German Puppet State Passport Krolestwo Polskie
FAQ Passport History
Passport collection, passport renewal, old passports for sale, vintage passport, emergency passport renewal, same day passport, passport application, pasaporte passeport паспорт 护照 パスポート جواز سفر पासपोर्ट
1. What are the earliest known examples of passports, and how have they evolved?
The word "passport" came up only in the mid 15th Century. Before that, such documents were safe conducts, recommendations or protection letters. On a practical aspect, the earliest passport I have seen was from the mid 16th Century. Read more...
2. Are there any notable historical figures or personalities whose passports are highly sought after by collectors?
Every collector is doing well to define his collection focus, and yes, there are collectors looking for Celebrity passports and travel documents of historical figures like Winston Churchill, Brothers Grimm, Johann Wolfgang von Goethe. Read more...
3. How did passport designs and security features change throughout different periods in history, and what impact did these changes have on forgery prevention?
"Passports" before the 18th Century had a pure functional character. Security features were, in the best case, a watermark and a wax seal. Forgery, back then, was not an issue like it is nowadays. Only from the 1980s on, security features became a thing. A state-of-the-art passport nowadays has dozens of security features - visible and invisible. Some are known only by the security document printer itself. Read more...
4. What are some of the rarest and most valuable historical passports that have ever been sold or auctioned?
Lou Gehrig, Victor Tsoi, Marilyn Monroe, James Joyce, and Albert Einstein when it comes to the most expensive ones. Read more...
5. How do diplomatic passports differ from regular passports, and what makes them significant to collectors?
Such documents were often held by officials in high ranks, like ambassadors, consuls or special envoys. Furthermore, these travel documents are often frequently traveled. Hence, they hold a tapestry of stamps or visas. Partly from unusual places.
6. Can you provide insights into the stories behind specific historical passports that offer unique insights into past travel and migration trends?
7. What role did passports play during significant historical events, such as wartime travel restrictions or international treaties?
During war, a passport could have been a matter of life or death. Especially, when we are looking into WWII and the Holocaust. And yes, during that time, passports and similar documents were often forged to escape and save lives. Example...
8. How has the emergence of digital passports and biometric identification impacted the world of passport collecting?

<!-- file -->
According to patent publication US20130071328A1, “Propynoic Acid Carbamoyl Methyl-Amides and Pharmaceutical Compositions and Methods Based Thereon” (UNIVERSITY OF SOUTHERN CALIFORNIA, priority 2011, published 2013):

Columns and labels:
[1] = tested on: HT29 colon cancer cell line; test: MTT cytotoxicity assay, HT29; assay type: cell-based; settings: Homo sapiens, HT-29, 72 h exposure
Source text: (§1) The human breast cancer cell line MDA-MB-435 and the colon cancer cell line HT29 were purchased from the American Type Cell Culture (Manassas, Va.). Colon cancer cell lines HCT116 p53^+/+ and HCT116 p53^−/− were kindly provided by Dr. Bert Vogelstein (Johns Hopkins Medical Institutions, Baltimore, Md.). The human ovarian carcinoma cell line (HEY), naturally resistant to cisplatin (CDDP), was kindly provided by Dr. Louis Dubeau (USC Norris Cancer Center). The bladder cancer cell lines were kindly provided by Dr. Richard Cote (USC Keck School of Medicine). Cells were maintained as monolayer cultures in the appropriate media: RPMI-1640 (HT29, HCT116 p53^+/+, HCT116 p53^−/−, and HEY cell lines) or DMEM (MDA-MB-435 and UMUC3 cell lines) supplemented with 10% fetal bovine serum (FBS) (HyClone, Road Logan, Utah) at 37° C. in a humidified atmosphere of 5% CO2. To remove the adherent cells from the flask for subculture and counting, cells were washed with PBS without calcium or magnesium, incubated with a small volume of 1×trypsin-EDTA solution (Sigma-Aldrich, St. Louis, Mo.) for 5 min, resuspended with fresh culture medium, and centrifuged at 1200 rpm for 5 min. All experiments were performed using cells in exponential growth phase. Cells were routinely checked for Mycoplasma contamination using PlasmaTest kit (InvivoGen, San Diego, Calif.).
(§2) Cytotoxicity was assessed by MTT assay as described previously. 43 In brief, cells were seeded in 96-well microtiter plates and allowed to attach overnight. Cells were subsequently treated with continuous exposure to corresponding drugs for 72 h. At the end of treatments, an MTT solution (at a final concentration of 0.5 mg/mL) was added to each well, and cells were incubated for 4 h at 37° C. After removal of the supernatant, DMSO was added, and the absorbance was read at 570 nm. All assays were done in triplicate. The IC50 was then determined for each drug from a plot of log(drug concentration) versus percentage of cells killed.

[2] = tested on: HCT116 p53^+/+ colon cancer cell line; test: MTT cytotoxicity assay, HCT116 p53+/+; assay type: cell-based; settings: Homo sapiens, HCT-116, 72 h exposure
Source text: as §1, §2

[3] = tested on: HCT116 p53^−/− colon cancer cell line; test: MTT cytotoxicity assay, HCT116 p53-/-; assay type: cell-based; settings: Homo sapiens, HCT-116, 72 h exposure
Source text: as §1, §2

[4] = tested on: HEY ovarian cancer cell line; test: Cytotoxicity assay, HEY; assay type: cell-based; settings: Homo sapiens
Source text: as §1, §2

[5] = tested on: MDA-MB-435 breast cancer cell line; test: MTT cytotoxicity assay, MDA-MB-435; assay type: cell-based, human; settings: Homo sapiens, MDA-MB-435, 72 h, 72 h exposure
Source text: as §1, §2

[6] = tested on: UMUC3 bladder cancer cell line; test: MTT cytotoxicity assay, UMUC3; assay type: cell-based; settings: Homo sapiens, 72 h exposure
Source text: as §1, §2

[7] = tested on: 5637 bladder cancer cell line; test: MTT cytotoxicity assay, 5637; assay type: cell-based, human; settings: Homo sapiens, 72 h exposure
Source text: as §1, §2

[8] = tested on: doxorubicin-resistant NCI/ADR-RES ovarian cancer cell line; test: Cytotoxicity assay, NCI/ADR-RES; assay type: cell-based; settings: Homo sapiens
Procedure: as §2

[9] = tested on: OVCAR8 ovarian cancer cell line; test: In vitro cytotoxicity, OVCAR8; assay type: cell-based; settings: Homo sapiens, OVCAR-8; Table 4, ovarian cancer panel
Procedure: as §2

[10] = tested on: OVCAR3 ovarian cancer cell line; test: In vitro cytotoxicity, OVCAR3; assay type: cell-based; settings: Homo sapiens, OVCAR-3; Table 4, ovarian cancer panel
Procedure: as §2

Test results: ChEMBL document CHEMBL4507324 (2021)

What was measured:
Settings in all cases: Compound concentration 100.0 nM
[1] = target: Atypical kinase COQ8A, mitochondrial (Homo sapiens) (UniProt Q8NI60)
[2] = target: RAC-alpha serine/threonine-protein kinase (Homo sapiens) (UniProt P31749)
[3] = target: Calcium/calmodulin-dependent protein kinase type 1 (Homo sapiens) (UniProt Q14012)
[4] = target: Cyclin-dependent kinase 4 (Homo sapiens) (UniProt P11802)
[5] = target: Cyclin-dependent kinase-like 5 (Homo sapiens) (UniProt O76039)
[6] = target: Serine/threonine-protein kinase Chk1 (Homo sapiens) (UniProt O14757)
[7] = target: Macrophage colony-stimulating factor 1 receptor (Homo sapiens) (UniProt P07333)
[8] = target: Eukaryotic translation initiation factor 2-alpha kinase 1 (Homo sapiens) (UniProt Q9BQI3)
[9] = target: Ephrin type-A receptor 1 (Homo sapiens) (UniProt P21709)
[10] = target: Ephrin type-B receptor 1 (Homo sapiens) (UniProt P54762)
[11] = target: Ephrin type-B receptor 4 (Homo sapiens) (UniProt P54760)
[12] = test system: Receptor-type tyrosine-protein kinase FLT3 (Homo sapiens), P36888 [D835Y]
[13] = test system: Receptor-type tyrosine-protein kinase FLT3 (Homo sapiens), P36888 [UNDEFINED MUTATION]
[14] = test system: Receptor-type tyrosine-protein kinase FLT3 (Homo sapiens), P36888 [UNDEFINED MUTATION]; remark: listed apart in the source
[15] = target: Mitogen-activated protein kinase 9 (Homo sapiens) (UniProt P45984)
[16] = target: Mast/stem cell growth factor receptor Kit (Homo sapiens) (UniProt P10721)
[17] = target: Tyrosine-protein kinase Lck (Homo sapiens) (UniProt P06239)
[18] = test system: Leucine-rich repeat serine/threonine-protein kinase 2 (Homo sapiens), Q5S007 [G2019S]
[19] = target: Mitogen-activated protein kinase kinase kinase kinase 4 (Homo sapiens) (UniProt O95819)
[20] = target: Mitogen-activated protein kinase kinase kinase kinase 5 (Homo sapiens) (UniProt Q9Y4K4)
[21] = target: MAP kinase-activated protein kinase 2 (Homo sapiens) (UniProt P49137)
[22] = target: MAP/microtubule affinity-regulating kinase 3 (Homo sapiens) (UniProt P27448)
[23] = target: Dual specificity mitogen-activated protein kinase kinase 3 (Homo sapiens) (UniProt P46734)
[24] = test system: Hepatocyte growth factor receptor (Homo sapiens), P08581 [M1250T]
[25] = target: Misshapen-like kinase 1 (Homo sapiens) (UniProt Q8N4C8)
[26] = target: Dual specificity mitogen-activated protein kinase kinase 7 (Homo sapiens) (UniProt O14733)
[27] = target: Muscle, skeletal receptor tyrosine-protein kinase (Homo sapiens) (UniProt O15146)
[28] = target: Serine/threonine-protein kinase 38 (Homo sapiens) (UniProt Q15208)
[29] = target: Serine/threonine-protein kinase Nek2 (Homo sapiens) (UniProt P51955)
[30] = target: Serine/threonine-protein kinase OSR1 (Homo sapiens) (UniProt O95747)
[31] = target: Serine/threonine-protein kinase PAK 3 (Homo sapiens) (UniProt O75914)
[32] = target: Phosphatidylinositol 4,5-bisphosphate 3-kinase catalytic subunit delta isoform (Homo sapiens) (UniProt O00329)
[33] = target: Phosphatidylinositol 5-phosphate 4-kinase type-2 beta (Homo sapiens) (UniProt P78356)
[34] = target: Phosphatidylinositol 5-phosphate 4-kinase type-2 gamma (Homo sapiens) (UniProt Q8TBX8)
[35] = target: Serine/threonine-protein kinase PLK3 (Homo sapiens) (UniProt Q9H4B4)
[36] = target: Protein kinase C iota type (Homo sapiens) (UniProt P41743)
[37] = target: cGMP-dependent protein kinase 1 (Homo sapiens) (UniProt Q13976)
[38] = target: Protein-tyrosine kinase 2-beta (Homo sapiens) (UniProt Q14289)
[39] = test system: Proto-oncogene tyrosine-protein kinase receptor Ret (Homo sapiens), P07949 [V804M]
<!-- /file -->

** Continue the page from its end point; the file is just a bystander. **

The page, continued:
Current modern passports having now often a sparkling, flashy design. This has mainly two reasons. 1. Improved security and 2. Displaying a countries' heritage, icons, and important figures or achievements. I can fully understand that those modern documents are wanted, especially by younger collectors.
9. Are there any specialized collections of passports, such as those from a specific country, era, or distinguished individuals?
Yes, the University of Western Sidney Library has e.g. a passport collection of the former prime minister Hon Edward Gough Whitlam and his wife Margaret. They are all diplomatic passports and I had the pleasure to apprise them. I hold e.g. a collection of almost all types of the German Empire passports (only 2 types are still missing). Also, my East German passport collection is quite extensive with pretty rare passport types.
10. Where can passport collectors find reliable resources and reputable sellers to expand their collection and learn more about passport history?
A good start is eBay, Delcampe, flea markets, garage or estate sales. The more significant travel documents you probably find at the classic auction houses. Sometimes I also offer documents from my archive/collection. See offers... As you are already here, you surely found a great source on the topic 😉
11. Is vintage passport collecting legal? What are the regulations and considerations collectors should know when acquiring historical passports?
First, it's important to stress that each country has its own laws when it comes to passports. Collecting old vintage passports for historical or educational reasons is safe and legal, or at least tolerated. More details on the legal aspects are here...
Does this article spark your curiosity about passport collecting and the history of passports? With this valuable information, you have a good basis to start your own passport collection.
Question? Contact me...